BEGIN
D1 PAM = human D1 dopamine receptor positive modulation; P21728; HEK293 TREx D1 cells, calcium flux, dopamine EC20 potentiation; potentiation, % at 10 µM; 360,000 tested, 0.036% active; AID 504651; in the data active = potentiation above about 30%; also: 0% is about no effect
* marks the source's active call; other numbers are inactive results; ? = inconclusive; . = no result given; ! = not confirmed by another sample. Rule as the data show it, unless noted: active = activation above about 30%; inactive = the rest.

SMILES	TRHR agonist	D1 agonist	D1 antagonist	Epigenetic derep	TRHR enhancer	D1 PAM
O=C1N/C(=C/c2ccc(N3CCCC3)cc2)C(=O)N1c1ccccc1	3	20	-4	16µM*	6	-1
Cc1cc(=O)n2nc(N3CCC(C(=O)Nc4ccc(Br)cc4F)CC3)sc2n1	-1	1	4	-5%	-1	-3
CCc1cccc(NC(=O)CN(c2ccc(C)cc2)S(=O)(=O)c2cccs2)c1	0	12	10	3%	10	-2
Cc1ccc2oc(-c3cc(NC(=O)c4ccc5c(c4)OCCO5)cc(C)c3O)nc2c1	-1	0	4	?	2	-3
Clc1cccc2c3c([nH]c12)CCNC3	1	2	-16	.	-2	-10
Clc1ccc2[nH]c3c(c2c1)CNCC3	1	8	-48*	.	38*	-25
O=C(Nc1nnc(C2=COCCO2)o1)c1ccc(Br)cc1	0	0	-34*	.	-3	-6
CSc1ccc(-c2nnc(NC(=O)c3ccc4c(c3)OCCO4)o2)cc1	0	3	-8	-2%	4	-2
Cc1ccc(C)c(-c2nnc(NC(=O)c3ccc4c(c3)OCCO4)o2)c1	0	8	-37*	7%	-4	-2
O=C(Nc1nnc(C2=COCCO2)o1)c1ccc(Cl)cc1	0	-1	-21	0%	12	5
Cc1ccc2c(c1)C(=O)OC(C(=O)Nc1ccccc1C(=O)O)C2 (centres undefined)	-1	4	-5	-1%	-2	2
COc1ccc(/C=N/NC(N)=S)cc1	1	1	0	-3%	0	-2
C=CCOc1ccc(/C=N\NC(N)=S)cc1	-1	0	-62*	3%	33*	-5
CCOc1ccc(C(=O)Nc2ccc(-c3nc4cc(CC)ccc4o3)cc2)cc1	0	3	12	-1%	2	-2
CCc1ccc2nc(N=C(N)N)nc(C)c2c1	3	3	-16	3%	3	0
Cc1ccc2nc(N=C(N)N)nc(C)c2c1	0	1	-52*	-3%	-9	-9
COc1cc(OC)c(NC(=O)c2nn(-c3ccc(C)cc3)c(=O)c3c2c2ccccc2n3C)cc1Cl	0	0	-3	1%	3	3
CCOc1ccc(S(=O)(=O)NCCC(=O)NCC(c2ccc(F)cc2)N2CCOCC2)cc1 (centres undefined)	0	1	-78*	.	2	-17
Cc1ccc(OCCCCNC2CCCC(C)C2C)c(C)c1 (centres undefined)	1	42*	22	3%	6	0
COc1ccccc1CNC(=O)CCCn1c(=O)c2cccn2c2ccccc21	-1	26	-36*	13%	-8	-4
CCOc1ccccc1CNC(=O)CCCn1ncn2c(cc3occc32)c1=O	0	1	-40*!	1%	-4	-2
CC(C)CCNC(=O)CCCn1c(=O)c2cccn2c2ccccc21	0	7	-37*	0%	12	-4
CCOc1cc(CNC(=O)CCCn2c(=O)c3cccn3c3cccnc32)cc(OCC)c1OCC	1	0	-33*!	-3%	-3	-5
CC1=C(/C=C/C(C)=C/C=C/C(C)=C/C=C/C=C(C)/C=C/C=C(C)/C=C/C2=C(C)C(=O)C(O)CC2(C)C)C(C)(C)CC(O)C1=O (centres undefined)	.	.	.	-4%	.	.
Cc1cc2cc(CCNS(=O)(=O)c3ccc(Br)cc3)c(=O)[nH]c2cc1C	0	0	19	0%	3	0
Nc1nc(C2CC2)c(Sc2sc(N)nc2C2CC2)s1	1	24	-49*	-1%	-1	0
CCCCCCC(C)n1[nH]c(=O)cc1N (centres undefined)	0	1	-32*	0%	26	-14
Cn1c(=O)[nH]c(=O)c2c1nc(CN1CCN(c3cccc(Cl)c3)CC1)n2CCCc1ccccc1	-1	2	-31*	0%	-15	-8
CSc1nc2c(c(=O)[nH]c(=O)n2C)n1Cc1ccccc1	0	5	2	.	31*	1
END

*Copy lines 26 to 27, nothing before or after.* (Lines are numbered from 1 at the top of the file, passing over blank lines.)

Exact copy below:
CCOc1cc(CNC(=O)CCCn2c(=O)c3cccn3c3cccnc32)cc(OCC)c1OCC	1	0	-33*!	-3%	-3	-5
CC1=C(/C=C/C(C)=C/C=C/C(C)=C/C=C/C=C(C)/C=C/C=C(C)/C=C/C2=C(C)C(=O)C(O)CC2(C)C)C(C)(C)CC(O)C1=O (centres undefined)	.	.	.	-4%	.	.